sfa.jpgHow They Got Here: Stephen F. Austin defeated UT-San Antonio in the Southland Conference tournament championship to win the league's automatic bid. The No. 14 seed Lumberjacks will play No. 3 seed Syracuse on Friday.


Tournament History: Stephen F. Austin is making its first NCAA tournament appearance.


Notable: Stephen F. Austin was founded in 1923 as a teacher's college and is named after Stephen Fuller Austin, one of Texas' founding fathers.

Famous Alum: Though he didn't graduate, singer/songwriter Don Henley studied English and philosophy as a student at SFA.

Reason to Cheer: Stephen F. Austin has a cool nickname and an even cooler rally cry: Axe 'em Jacks!

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The Brain Chemistry Behind Your Caffeine Boost
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Whether it’s consumed as coffee, candy, or toothpaste, caffeine is the world’s most popular drug. If you’ve ever wondered how a shot of espresso can make your groggy head feel alert and ready for the day, TED-Ed has the answer.

Caffeine works by hijacking receptors in the brain. The stimulant is nearly the same size and shape as adenosine, an inhibitory neurotransmitter that slows down neural activity. Adenosine builds up as the day goes on, making us feel more tired as the day progresses. When caffeine enters your system, it falls into the receptors meant to catch adenosine, thus keeping you from feeling as sleepy as you would otherwise. The blocked adenosine receptors also leave room for the mood-boosting compound dopamine to settle into its receptors. Those increased dopamine levels lead to the boost in energy and mood you feel after finishing your morning coffee.

For a closer look at how this process works, check out the video below.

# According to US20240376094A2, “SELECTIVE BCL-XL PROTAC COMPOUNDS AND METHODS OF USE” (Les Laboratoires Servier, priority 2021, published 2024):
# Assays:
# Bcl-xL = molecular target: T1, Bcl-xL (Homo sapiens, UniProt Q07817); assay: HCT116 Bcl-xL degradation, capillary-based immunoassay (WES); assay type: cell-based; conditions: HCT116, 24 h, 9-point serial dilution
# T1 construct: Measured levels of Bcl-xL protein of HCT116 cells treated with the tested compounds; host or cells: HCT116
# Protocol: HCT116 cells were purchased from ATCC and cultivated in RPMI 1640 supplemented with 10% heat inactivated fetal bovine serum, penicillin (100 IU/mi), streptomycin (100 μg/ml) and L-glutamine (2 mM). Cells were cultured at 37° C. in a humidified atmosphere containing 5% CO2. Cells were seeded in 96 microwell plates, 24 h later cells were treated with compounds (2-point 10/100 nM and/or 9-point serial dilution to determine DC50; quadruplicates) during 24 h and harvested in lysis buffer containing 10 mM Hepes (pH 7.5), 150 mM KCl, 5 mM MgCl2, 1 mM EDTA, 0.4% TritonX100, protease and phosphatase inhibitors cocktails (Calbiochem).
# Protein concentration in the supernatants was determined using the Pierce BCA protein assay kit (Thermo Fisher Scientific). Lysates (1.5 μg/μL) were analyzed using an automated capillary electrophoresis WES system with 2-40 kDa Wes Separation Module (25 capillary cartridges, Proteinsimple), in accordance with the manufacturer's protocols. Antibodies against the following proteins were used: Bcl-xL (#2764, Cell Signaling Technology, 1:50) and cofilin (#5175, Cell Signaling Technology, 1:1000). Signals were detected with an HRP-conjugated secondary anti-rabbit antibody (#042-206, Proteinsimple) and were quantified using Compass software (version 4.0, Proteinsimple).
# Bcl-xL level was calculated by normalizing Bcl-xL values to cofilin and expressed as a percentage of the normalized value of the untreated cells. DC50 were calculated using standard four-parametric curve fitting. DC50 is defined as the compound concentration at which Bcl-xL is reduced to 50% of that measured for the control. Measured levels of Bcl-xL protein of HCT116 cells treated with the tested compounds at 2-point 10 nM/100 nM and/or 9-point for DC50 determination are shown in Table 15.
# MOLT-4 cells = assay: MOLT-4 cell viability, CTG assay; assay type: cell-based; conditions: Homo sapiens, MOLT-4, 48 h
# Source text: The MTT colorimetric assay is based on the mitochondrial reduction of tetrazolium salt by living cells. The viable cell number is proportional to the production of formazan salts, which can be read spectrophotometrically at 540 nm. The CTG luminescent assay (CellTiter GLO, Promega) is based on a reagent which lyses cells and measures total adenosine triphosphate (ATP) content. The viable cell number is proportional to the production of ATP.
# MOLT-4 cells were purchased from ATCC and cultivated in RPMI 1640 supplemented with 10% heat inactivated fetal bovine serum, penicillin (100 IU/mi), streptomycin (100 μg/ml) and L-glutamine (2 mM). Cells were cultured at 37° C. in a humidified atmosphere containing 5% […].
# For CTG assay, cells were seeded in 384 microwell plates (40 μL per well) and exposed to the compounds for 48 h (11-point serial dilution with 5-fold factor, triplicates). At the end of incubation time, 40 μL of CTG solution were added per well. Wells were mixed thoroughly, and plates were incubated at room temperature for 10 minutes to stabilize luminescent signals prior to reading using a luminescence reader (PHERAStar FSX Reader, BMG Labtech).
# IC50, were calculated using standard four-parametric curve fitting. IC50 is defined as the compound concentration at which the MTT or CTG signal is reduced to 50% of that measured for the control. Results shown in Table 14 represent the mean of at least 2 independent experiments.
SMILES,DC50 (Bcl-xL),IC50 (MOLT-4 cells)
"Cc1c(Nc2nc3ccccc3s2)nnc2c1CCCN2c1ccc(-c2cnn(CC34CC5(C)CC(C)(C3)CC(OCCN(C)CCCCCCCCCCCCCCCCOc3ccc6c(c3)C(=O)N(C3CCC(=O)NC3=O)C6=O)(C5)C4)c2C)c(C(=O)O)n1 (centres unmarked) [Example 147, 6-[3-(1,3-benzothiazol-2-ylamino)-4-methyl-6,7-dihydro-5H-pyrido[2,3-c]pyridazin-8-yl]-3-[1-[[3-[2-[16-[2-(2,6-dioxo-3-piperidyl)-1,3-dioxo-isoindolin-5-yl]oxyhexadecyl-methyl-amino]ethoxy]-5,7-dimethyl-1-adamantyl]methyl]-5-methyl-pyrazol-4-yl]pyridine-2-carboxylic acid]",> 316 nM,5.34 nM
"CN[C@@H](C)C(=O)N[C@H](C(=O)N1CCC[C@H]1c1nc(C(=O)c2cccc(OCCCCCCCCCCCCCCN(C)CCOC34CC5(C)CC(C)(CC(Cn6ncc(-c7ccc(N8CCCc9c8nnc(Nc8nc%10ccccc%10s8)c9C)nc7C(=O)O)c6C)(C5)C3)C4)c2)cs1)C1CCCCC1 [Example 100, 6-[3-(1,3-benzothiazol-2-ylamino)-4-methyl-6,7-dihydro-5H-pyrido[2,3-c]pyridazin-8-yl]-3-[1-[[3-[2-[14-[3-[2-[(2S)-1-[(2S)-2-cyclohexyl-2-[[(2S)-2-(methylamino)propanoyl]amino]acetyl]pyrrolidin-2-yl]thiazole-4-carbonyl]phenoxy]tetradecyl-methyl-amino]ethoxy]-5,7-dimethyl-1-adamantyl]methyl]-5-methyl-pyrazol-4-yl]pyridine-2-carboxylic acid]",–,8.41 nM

[h/t TED-Ed]

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5 Tips for Becoming A Morning Person
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You’ve probably heard the term circadian rhythm. Your circadian rhythm is an internal clock that influences your daily routine: when to eat, when to sleep, and when to wake up. Our biological clocks are, to some extent, controlled by genetics. This means that some people are natural morning people while others are night owls by design. However, researchers say the majority of us fall somewhere in the middle, which is good news if you want to train yourself to wake up earlier.

In addition to squeezing more hours out of the day, there are plenty of other good reasons to resist hitting the snooze button, including increased productivity. One survey found that more than half of Americans say they feel at their best between 5 a.m. and noon. These findings support research from biologist Christopher Randler, who determined that earlier risers are happier and more proactive about goals, too.

If you love the idea of waking up early to get more done, but you just can't seem to will yourself from out under the covers, here are five effective tips that might help you roll out of bed earlier.

1. EASE INTO THE HABIT.

If you’re a die-hard night owl, chances are you’re not going to switch to a morning lark overnight. Old habits are hard to break, but they’re less challenging if you approach them realistically.

“Wake up early in increments,” Kelsey Torgerson, a licensed clinical social worker at Compassionate Counseling in St. Louis suggests. “If you normally wake up at 9:00 a.m., set the alarm to 8:30 a.m. for a week, then 8:00 a.m., then 7:30 a.m.”

Waking up three hours earlier can feel like a complete lifestyle change, but taking it 30 minutes at a time will make it a lot easier to actually stick to the plan. Gradually, you’ll become a true morning person, just don’t try to force it to happen overnight.

2. EXERCISE IN THE MORNING.

Your body releases endorphins when you exercise, so jumping on the treadmill or taking a run around the block is a great way to start the day on a high note. Also, according to the National Sleep Foundation, exercising early in the morning can mean you get a better overall sleep at night: